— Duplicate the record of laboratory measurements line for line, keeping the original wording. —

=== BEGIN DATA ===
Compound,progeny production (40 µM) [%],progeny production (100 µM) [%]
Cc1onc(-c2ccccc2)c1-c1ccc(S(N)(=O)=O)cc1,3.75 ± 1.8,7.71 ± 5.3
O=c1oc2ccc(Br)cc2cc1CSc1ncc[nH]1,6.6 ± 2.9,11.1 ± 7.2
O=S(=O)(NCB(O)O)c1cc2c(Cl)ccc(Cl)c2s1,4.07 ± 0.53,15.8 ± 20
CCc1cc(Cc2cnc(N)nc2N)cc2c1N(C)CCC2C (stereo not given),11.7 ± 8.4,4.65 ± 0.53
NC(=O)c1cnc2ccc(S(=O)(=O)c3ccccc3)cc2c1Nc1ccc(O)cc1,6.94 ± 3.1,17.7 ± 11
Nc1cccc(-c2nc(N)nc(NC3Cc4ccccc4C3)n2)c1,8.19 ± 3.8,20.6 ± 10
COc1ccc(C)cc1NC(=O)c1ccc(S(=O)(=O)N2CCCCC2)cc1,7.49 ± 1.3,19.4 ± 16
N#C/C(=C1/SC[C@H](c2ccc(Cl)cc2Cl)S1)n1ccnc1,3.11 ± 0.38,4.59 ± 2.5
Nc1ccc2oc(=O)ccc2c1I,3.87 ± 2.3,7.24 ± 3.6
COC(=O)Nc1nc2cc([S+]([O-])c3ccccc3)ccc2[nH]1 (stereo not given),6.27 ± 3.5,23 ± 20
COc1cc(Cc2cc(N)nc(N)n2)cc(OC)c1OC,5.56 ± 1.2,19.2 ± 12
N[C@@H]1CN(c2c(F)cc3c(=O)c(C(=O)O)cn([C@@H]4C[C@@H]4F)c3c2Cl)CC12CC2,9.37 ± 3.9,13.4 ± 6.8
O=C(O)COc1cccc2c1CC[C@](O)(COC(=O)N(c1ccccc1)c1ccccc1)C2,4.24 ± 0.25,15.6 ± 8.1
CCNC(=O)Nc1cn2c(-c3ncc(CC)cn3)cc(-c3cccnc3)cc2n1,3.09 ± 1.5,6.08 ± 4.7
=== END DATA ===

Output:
Compound,progeny production (40 µM) [%],progeny production (100 µM) [%]
Cc1onc(-c2ccccc2)c1-c1ccc(S(N)(=O)=O)cc1,3.75 ± 1.8,7.71 ± 5.3
O=c1oc2ccc(Br)cc2cc1CSc1ncc[nH]1,6.6 ± 2.9,11.1 ± 7.2
O=S(=O)(NCB(O)O)c1cc2c(Cl)ccc(Cl)c2s1,4.07 ± 0.53,15.8 ± 20
CCc1cc(Cc2cnc(N)nc2N)cc2c1N(C)CCC2C (stereo not given),11.7 ± 8.4,4.65 ± 0.53
NC(=O)c1cnc2ccc(S(=O)(=O)c3ccccc3)cc2c1Nc1ccc(O)cc1,6.94 ± 3.1,17.7 ± 11
Nc1cccc(-c2nc(N)nc(NC3Cc4ccccc4C3)n2)c1,8.19 ± 3.8,20.6 ± 10
COc1ccc(C)cc1NC(=O)c1ccc(S(=O)(=O)N2CCCCC2)cc1,7.49 ± 1.3,19.4 ± 16
N#C/C(=C1/SC[C@H](c2ccc(Cl)cc2Cl)S1)n1ccnc1,3.11 ± 0.38,4.59 ± 2.5
Nc1ccc2oc(=O)ccc2c1I,3.87 ± 2.3,7.24 ± 3.6
COC(=O)Nc1nc2cc([S+]([O-])c3ccccc3)ccc2[nH]1 (stereo not given),6.27 ± 3.5,23 ± 20
COc1cc(Cc2cc(N)nc(N)n2)cc(OC)c1OC,5.56 ± 1.2,19.2 ± 12
N[C@@H]1CN(c2c(F)cc3c(=O)c(C(=O)O)cn([C@@H]4C[C@@H]4F)c3c2Cl)CC12CC2,9.37 ± 3.9,13.4 ± 6.8
O=C(O)COc1cccc2c1CC[C@](O)(COC(=O)N(c1ccccc1)c1ccccc1)C2,4.24 ± 0.25,15.6 ± 8.1
CCNC(=O)Nc1cn2c(-c3ncc(CC)cn3)cc(-c3cccnc3)cc2n1,3.09 ± 1.5,6.08 ± 4.7